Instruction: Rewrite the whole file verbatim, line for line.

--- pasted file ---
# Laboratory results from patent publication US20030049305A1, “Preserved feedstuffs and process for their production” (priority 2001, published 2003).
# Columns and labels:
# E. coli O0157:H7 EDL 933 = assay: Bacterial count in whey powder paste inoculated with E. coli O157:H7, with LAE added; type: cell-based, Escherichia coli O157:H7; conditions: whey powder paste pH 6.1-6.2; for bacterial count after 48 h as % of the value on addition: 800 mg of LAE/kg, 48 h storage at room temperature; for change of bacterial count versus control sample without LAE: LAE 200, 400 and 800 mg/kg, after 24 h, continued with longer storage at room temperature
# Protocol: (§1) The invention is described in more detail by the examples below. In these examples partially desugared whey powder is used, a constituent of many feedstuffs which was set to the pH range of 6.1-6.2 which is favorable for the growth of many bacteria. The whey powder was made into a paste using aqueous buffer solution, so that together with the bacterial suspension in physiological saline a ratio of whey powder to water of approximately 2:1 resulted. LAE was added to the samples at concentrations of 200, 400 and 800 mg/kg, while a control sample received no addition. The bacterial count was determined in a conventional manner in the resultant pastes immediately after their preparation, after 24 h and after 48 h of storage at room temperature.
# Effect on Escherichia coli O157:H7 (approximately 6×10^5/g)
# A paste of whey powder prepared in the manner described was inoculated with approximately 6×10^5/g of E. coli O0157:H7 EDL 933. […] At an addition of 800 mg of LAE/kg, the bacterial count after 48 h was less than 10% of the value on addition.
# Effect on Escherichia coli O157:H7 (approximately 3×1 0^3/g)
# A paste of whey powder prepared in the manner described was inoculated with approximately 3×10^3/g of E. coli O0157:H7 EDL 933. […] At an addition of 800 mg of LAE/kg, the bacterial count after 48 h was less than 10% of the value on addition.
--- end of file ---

# Laboratory results from patent publication US20030049305A1, “Preserved feedstuffs and process for their production” (priority 2001, published 2003).
# Columns and labels:
# E. coli O0157:H7 EDL 933 = assay: Bacterial count in whey powder paste inoculated with E. coli O157:H7, with LAE added; type: cell-based, Escherichia coli O157:H7; conditions: whey powder paste pH 6.1-6.2; for bacterial count after 48 h as % of the value on addition: 800 mg of LAE/kg, 48 h storage at room temperature; for change of bacterial count versus control sample without LAE: LAE 200, 400 and 800 mg/kg, after 24 h, continued with longer storage at room temperature
# Protocol: (§1) The invention is described in more detail by the examples below. In these examples partially desugared whey powder is used, a constituent of many feedstuffs which was set to the pH range of 6.1-6.2 which is favorable for the growth of many bacteria. The whey powder was made into a paste using aqueous buffer solution, so that together with the bacterial suspension in physiological saline a ratio of whey powder to water of approximately 2:1 resulted. LAE was added to the samples at concentrations of 200, 400 and 800 mg/kg, while a control sample received no addition. The bacterial count was determined in a conventional manner in the resultant pastes immediately after their preparation, after 24 h and after 48 h of storage at room temperature.
# Effect on Escherichia coli O157:H7 (approximately 6×10^5/g)
# A paste of whey powder prepared in the manner described was inoculated with approximately 6×10^5/g of E. coli O0157:H7 EDL 933. […] At an addition of 800 mg of LAE/kg, the bacterial count after 48 h was less than 10% of the value on addition.
# Effect on Escherichia coli O157:H7 (approximately 3×1 0^3/g)
# A paste of whey powder prepared in the manner described was inoculated with approximately 3×10^3/g of E. coli O0157:H7 EDL 933. […] At an addition of 800 mg of LAE/kg, the bacterial count after 48 h was less than 10% of the value on addition.